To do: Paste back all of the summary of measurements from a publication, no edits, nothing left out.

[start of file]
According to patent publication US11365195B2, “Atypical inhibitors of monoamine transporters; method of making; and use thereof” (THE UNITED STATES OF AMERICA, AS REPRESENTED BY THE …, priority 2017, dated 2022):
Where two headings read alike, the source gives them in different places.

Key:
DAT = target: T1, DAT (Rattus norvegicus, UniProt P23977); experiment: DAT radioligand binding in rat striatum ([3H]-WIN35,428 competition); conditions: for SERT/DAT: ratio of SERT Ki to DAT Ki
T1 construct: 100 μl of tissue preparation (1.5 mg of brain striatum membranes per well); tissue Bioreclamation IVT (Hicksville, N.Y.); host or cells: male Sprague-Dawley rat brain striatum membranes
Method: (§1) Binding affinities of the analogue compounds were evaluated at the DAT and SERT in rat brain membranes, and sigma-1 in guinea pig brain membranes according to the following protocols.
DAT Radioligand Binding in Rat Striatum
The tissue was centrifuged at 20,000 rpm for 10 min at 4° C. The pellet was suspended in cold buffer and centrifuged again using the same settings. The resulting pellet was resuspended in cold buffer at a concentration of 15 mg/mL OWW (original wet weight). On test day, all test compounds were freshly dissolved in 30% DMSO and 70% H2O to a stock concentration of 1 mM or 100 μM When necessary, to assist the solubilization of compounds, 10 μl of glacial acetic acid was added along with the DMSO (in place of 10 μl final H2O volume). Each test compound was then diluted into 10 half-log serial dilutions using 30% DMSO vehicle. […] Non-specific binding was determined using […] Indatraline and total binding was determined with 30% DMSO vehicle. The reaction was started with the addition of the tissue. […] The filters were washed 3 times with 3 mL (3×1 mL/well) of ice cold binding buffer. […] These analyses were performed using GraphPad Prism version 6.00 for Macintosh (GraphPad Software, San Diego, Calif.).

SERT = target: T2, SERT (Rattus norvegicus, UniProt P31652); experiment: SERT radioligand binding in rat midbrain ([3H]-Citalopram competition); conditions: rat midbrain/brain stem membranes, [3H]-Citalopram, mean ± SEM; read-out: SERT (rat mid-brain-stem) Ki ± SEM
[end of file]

According to patent publication US11365195B2, “Atypical inhibitors of monoamine transporters; method of making; and use thereof” (THE UNITED STATES OF AMERICA, AS REPRESENTED BY THE …, priority 2017, dated 2022):
Where two headings read alike, the source gives them in different places.

Key:
DAT = target: T1, DAT (Rattus norvegicus, UniProt P23977); experiment: DAT radioligand binding in rat striatum ([3H]-WIN35,428 competition); conditions: for SERT/DAT: ratio of SERT Ki to DAT Ki
T1 construct: 100 μl of tissue preparation (1.5 mg of brain striatum membranes per well); tissue Bioreclamation IVT (Hicksville, N.Y.); host or cells: male Sprague-Dawley rat brain striatum membranes
Method: (§1) Binding affinities of the analogue compounds were evaluated at the DAT and SERT in rat brain membranes, and sigma-1 in guinea pig brain membranes according to the following protocols.
DAT Radioligand Binding in Rat Striatum
The tissue was centrifuged at 20,000 rpm for 10 min at 4° C. The pellet was suspended in cold buffer and centrifuged again using the same settings. The resulting pellet was resuspended in cold buffer at a concentration of 15 mg/mL OWW (original wet weight). On test day, all test compounds were freshly dissolved in 30% DMSO and 70% H2O to a stock concentration of 1 mM or 100 μM When necessary, to assist the solubilization of compounds, 10 μl of glacial acetic acid was added along with the DMSO (in place of 10 μl final H2O volume). Each test compound was then diluted into 10 half-log serial dilutions using 30% DMSO vehicle. […] Non-specific binding was determined using […] Indatraline and total binding was determined with 30% DMSO vehicle. The reaction was started with the addition of the tissue. […] The filters were washed 3 times with 3 mL (3×1 mL/well) of ice cold binding buffer. […] These analyses were performed using GraphPad Prism version 6.00 for Macintosh (GraphPad Software, San Diego, Calif.).

SERT = target: T2, SERT (Rattus norvegicus, UniProt P31652); experiment: SERT radioligand binding in rat midbrain ([3H]-Citalopram competition); conditions: rat midbrain/brain stem membranes, [3H]-Citalopram, mean ± SEM; read-out: SERT (rat mid-brain-stem) Ki ± SEM